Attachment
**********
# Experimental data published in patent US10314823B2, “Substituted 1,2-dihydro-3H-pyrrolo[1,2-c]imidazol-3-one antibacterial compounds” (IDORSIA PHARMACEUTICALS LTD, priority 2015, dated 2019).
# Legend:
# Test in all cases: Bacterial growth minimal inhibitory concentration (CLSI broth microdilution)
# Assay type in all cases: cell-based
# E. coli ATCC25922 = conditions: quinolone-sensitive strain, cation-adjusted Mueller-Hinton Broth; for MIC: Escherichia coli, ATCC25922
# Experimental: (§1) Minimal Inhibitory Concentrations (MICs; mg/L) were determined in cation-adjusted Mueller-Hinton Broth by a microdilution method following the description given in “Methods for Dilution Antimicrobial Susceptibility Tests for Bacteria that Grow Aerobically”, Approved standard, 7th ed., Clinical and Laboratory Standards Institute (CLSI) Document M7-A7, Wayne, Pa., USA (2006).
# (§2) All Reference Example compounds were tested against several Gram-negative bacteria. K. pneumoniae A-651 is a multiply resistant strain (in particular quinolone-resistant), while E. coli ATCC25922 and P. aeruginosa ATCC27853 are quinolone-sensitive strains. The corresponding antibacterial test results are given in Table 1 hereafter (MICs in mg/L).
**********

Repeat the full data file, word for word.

# Experimental data published in patent US10314823B2, “Substituted 1,2-dihydro-3H-pyrrolo[1,2-c]imidazol-3-one antibacterial compounds” (IDORSIA PHARMACEUTICALS LTD, priority 2015, dated 2019).
# Legend:
# Test in all cases: Bacterial growth minimal inhibitory concentration (CLSI broth microdilution)
# Assay type in all cases: cell-based
# E. coli ATCC25922 = conditions: quinolone-sensitive strain, cation-adjusted Mueller-Hinton Broth; for MIC: Escherichia coli, ATCC25922
# Experimental: (§1) Minimal Inhibitory Concentrations (MICs; mg/L) were determined in cation-adjusted Mueller-Hinton Broth by a microdilution method following the description given in “Methods for Dilution Antimicrobial Susceptibility Tests for Bacteria that Grow Aerobically”, Approved standard, 7th ed., Clinical and Laboratory Standards Institute (CLSI) Document M7-A7, Wayne, Pa., USA (2006).
# (§2) All Reference Example compounds were tested against several Gram-negative bacteria. K. pneumoniae A-651 is a multiply resistant strain (in particular quinolone-resistant), while E. coli ATCC25922 and P. aeruginosa ATCC27853 are quinolone-sensitive strains. The corresponding antibacterial test results are given in Table 1 hereafter (MICs in mg/L).